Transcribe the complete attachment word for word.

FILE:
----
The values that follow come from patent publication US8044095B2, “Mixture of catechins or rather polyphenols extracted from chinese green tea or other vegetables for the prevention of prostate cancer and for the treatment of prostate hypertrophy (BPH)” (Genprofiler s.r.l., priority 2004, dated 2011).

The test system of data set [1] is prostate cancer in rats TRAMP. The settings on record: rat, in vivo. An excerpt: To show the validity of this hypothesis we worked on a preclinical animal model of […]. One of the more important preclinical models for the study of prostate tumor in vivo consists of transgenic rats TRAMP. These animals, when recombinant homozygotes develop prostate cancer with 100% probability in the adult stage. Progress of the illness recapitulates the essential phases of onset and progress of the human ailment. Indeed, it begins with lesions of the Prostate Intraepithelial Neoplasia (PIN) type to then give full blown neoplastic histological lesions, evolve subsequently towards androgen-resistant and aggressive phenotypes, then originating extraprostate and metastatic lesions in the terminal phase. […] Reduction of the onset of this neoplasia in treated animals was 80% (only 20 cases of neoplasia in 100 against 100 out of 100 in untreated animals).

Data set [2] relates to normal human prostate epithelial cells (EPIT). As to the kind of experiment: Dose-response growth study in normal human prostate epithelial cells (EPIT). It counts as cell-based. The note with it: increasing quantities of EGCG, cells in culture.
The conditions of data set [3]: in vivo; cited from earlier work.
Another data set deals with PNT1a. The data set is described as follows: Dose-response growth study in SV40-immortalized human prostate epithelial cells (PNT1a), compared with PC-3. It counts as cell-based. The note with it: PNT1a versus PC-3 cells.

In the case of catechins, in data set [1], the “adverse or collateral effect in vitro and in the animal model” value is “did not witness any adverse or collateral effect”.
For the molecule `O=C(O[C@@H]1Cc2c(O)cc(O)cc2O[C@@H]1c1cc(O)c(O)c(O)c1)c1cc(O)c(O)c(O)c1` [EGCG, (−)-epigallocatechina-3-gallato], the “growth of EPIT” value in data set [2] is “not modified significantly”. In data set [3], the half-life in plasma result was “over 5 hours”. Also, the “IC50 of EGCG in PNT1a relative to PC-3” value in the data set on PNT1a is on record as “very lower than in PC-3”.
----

The values that follow come from patent publication US8044095B2, “Mixture of catechins or rather polyphenols extracted from chinese green tea or other vegetables for the prevention of prostate cancer and for the treatment of prostate hypertrophy (BPH)” (Genprofiler s.r.l., priority 2004, dated 2011).

The test system of data set [1] is prostate cancer in rats TRAMP. The settings on record: rat, in vivo. An excerpt: To show the validity of this hypothesis we worked on a preclinical animal model of […]. One of the more important preclinical models for the study of prostate tumor in vivo consists of transgenic rats TRAMP. These animals, when recombinant homozygotes develop prostate cancer with 100% probability in the adult stage. Progress of the illness recapitulates the essential phases of onset and progress of the human ailment. Indeed, it begins with lesions of the Prostate Intraepithelial Neoplasia (PIN) type to then give full blown neoplastic histological lesions, evolve subsequently towards androgen-resistant and aggressive phenotypes, then originating extraprostate and metastatic lesions in the terminal phase. […] Reduction of the onset of this neoplasia in treated animals was 80% (only 20 cases of neoplasia in 100 against 100 out of 100 in untreated animals).

Data set [2] relates to normal human prostate epithelial cells (EPIT). As to the kind of experiment: Dose-response growth study in normal human prostate epithelial cells (EPIT). It counts as cell-based. The note with it: increasing quantities of EGCG, cells in culture.
The conditions of data set [3]: in vivo; cited from earlier work.
Another data set deals with PNT1a. The data set is described as follows: Dose-response growth study in SV40-immortalized human prostate epithelial cells (PNT1a), compared with PC-3. It counts as cell-based. The note with it: PNT1a versus PC-3 cells.

In the case of catechins, in data set [1], the “adverse or collateral effect in vitro and in the animal model” value is “did not witness any adverse or collateral effect”.
For the molecule `O=C(O[C@@H]1Cc2c(O)cc(O)cc2O[C@@H]1c1cc(O)c(O)c(O)c1)c1cc(O)c(O)c(O)c1` [EGCG, (−)-epigallocatechina-3-gallato], the “growth of EPIT” value in data set [2] is “not modified significantly”. In data set [3], the half-life in plasma result was “over 5 hours”. Also, the “IC50 of EGCG in PNT1a relative to PC-3” value in the data set on PNT1a is on record as “very lower than in PC-3”.